Nokia pleased with N-Gage, but there's ‘a lot to do’

Sticks to 6m units for 2004

Almost exactly a month after Nokia's N-Gage launched worldwide, a senior company staffer has stated that it is "pretty pleased" with customer reaction to the device, but that there's much to be done if it's to meet expectations.

Speaking at a conference in New York, Nokia's general manager for entertainment and media in North and South America, Nada Usina, said that the company is "pretty pleased with the viral uptake from consumers and the feedback that we are getting".

However, he admitted that the company has "a lot to do to make sure our expectations are in alignment" - although the mobile phone giant is holding firm on its predictions of selling over six million N-Gage devices by the end of 2004.

Despite releasing shipment figures of 400,000 (which were misinterpreted as sales figures by many news sources) and issuing a broadside against market research firm Chart-Track in the pages of UK trade magazine MCV for... er... reporting sales figures from games retailers, Nokia has still failed to come up with any numbers of its own for the launch of the device. This has meant that the only figures available are those from analysts who pitch the sell-through to consumers at a fraction of that 400,000 roll-out.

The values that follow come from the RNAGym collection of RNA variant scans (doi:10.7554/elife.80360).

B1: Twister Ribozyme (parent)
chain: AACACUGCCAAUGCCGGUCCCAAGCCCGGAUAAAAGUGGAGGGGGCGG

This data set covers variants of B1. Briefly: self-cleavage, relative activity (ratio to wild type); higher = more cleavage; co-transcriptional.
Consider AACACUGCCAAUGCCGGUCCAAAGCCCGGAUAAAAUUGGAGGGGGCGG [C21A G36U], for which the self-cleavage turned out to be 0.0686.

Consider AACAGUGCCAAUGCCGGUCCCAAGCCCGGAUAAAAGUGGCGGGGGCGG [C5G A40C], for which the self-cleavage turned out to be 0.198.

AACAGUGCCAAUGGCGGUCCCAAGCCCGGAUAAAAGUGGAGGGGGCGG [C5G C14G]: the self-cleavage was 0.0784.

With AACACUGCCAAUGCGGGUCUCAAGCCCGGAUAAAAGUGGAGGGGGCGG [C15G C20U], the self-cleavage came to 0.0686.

Usina effectively dismissed the weak launch of the device, however, stating that "we are mixing a telecom model where typically you roll out in a couple markets and [demand] builds before its peaks and drops off, and the game market where it is 'boom' then it goes away".

Sales of the N-Gage would, therefore, be expected to be somewhere between these two extremes (although we're not entirely sure we agree with his assessment of how game console sales work, since many consoles sell more strongly in their second and even third year on sale than in their first thanks to wider software libraries and lower prices) - so market watchers will be on the look out for a build-up to a peak for the device.

The N-Gage has seen price cuts from two key retailers in the USA in recent weeks, with GameStop and Electronics Boutique both slashing the price of the standalone device by $100 within a fortnight of its launch. Here in the UK, a number of mobile retailers are now offering the deck effectively for free when purchased with expensive monthly mobile phone contracts.

Copyright © 2003 GamesIndustry.biz

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